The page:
In recent years, the 2014 Sochi Winter Olympics serve as a prime example of the connection between sport and politics and how nation states use the Olympics as a platform for political messaging. Thomas Bach was quick to praise the Russian President Vladimir Putin and the Russian organisers for the staging of the Olympics by stating that the Russians fully respected the Olympic Charter.

However, the IOC president must have turned a blind eye to the opening ceremony of the Sochi Games where the political and national symbols were hard to miss. Under the direction of Putin’s close ally, the director of the Russian state-owned TV Channel One, Konstantin Ernst, the Russian state took advantage of the opening ceremony to create a picturesque and highly orchestrated image of the country.

In fact, in my research with scholar Andreas Juul Ingvartsen, I have shown that there are two TV versions of the opening ceremony in Sochi: One that was transmitted to the Russian audience, and one for the foreign viewers in countries like Denmark, Norway, Germany, and Australia. There were significant differences between the two versions in terms of political and nationalistic messages. The hammer and sickle – probably the most common symbols of communism during the era of the Soviet Union – were shown 12 times in the Russian version and only 7 times in the international version. The Russian flag was on camera 335 times in the Russian version compared to 117 in the international version. Most notably, however, was that Putin was shown 40 times in the Russian version against only 16 times in the international version.

Sickle _sochi _The Korean Olympic Committee _Korea _net
In one of the segments of the opening ceremony at the 2014 Sochi Winter Olympics, large elements from the Soviet statue "The Worker and the Kolkhoz Woman", which include the "hammer and sickle", floated across the stadium floor accompanied by dramatic music. Photo: The Korean Olympic Committee/

Overall, the Russian state used the opening ceremony to create a national narrative that glorified the Czarist and Soviet era. The political aspects of Soviet communism fell into oblivion and instead its economic and social aspects were hailed as a backdrop to today’s modern Russian state. In a segment entitled ‘Moscow/The Dream’, the Soviet industrialisation from the 1950s and onwards was portrayed almost as a consumer paradise and a regulated welfare state, which is far from the truth. There was no mentioning of the more catastrophic and devastating aspects of Stalin's regime such as political repression, mass extermination and the forced industrialisation.

In this way, not only does the IOC provide the host nation with the most wanted TV platform with a reach of billions of viewers to express its political agendas, but it also allows the host nation to completely rewrite parts of its history in order to make it fit a more perfect image.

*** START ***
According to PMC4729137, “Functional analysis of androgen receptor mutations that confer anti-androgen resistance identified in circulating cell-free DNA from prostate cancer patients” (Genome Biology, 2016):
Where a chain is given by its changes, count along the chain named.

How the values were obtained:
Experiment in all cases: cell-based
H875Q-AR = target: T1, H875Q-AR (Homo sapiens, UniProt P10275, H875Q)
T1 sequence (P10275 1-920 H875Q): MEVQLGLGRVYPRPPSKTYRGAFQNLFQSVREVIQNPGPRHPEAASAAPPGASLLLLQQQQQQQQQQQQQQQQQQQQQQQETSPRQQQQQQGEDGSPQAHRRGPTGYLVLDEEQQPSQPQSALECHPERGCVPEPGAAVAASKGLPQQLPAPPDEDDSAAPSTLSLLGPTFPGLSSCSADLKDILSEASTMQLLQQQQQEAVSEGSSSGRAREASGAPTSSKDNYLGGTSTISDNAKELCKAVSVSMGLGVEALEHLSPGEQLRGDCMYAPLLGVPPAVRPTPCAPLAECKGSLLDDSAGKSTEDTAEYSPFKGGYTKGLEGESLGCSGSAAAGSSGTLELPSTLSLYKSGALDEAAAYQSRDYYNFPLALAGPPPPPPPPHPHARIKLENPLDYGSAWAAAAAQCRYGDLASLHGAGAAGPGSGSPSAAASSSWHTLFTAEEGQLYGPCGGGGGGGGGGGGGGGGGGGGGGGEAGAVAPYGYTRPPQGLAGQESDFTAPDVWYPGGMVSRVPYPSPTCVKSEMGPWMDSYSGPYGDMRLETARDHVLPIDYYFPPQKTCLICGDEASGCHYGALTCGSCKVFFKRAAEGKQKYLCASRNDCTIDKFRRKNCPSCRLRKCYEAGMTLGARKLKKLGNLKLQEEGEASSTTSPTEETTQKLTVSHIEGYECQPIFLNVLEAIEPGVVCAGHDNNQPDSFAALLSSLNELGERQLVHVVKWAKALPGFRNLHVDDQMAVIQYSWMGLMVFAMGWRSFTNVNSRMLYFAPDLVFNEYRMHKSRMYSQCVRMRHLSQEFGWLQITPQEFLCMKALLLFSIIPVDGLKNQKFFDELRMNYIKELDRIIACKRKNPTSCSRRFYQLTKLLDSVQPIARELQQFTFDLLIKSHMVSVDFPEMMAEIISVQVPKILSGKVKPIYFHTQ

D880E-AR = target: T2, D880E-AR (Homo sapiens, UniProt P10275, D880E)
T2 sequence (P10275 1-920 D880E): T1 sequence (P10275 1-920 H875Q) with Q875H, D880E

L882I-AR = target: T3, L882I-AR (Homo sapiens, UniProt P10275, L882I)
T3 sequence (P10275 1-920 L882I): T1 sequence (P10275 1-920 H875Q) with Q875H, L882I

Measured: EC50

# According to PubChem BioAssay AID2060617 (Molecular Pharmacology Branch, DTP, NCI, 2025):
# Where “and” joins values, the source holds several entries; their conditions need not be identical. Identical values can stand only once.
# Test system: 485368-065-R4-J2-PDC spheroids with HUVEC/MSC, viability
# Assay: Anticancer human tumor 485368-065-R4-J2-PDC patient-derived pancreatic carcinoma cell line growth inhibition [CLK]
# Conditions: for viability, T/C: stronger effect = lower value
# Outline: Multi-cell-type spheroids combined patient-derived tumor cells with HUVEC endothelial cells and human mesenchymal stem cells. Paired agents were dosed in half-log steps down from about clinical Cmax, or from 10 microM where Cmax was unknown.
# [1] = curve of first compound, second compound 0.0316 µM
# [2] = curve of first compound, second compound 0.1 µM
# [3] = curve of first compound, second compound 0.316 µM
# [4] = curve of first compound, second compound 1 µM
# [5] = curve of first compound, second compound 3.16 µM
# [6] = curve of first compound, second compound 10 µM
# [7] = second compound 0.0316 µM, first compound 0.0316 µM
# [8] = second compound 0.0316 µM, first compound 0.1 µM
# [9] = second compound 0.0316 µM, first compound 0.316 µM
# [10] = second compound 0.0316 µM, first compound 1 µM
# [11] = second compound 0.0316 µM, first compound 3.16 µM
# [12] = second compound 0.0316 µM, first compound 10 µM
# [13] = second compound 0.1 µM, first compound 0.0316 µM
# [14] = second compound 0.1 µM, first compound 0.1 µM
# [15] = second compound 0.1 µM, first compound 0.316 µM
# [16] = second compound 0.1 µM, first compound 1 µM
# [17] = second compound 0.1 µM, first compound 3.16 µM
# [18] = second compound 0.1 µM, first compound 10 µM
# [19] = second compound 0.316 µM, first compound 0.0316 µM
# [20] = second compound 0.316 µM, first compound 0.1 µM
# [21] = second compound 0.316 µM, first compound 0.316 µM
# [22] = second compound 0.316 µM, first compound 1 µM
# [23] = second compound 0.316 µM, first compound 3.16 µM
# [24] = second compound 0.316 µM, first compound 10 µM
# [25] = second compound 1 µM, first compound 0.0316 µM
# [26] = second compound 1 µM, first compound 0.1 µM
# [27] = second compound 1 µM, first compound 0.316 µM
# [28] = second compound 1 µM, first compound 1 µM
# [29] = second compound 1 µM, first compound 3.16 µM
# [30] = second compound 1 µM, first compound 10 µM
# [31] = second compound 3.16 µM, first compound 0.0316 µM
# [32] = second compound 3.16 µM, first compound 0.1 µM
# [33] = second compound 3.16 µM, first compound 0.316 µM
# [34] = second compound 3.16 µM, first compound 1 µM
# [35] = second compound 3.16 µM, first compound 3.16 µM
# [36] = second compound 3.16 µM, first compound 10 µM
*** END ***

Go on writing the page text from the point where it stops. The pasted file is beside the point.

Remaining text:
Same same, but different – the cases of Beijing and London
In 2008, the Chinese organisers also used the opening ceremony of the Olympic Games in Beijing for political self-promotion. The opening ceremony was for example used to signal ethnic integration in the world’s most populated country with more than 1.4 billion people. Children in national costumes from the 56 different ethnic groups in China carried the national flag into the stadium before handing it to Chinese military personnel who oversaw the hoisting of the flag. It later turned out that the children were not at all representatives from all the different ethnicities, but only from the ethnic group of Han Chinese, which makes up 92 per cent of the population.

Suffragettes _london _2012_500x 320_Andy _Miah _Flickr
’Suffragettes’ at the rehearsal of the opening ceremony at the 2012 London Olympics. Photo: Andy Miah/Flickr

Democratic nations also understand the unique opportunity that the opening ceremony offers in terms of selling a positive narrative of the nation’s culture and history. The 2012 Olympics in London had a special agenda in advocating for Western values such as open and tolerant communities in a tribute to the British welfare system, multiculturalism, women’s liberation and civil rights, just as human rights activists helped carry the Olympic flag. As with all Olympic ceremonies, the darker sides of British history were omitted including the repression of Ireland, colonialism, slavery, and the downsides of the industrialisation like pollution and child labour.

Freedom of expression – but not for all
It is a paradox, that while the IOC never in the long history of the Olympics has enforced Rule 50 on a host nation for its use of ceremonies to stage nationalistic and political messages, it is quite a different matter when it comes to the athletes.